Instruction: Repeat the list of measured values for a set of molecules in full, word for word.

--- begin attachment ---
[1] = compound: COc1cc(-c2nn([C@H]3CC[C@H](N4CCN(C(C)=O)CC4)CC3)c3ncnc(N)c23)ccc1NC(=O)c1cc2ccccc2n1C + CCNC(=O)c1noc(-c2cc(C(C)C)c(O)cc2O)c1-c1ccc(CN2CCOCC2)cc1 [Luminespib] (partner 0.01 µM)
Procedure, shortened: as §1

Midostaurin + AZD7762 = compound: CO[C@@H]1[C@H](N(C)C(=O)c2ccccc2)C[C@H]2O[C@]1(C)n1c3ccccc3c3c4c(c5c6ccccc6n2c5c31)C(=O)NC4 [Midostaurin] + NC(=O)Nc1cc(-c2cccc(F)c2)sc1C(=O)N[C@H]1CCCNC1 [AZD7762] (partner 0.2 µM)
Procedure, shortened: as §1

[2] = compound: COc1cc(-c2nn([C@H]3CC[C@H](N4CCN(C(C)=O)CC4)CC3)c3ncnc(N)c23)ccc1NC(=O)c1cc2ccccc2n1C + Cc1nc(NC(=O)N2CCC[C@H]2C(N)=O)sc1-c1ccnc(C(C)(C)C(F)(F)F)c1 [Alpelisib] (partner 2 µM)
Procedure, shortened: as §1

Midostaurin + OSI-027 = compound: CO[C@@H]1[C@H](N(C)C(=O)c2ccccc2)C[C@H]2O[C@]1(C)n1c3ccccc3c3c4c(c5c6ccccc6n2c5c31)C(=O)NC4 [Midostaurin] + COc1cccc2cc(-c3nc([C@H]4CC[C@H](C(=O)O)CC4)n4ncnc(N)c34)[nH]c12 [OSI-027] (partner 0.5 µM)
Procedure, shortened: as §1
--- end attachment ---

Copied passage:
[1] = compound: COc1cc(-c2nn([C@H]3CC[C@H](N4CCN(C(C)=O)CC4)CC3)c3ncnc(N)c23)ccc1NC(=O)c1cc2ccccc2n1C + CCNC(=O)c1noc(-c2cc(C(C)C)c(O)cc2O)c1-c1ccc(CN2CCOCC2)cc1 [Luminespib] (partner 0.01 µM)
Procedure, shortened: as §1

Midostaurin + AZD7762 = compound: CO[C@@H]1[C@H](N(C)C(=O)c2ccccc2)C[C@H]2O[C@]1(C)n1c3ccccc3c3c4c(c5c6ccccc6n2c5c31)C(=O)NC4 [Midostaurin] + NC(=O)Nc1cc(-c2cccc(F)c2)sc1C(=O)N[C@H]1CCCNC1 [AZD7762] (partner 0.2 µM)
Procedure, shortened: as §1

[2] = compound: COc1cc(-c2nn([C@H]3CC[C@H](N4CCN(C(C)=O)CC4)CC3)c3ncnc(N)c23)ccc1NC(=O)c1cc2ccccc2n1C + Cc1nc(NC(=O)N2CCC[C@H]2C(N)=O)sc1-c1ccnc(C(C)(C)C(F)(F)F)c1 [Alpelisib] (partner 2 µM)
Procedure, shortened: as §1

Midostaurin + OSI-027 = compound: CO[C@@H]1[C@H](N(C)C(=O)c2ccccc2)C[C@H]2O[C@]1(C)n1c3ccccc3c3c4c(c5c6ccccc6n2c5c31)C(=O)NC4 [Midostaurin] + COc1cccc2cc(-c3nc([C@H]4CC[C@H](C(=O)O)CC4)n4ncnc(N)c34)[nH]c12 [OSI-027] (partner 0.5 µM)
Procedure, shortened: as §1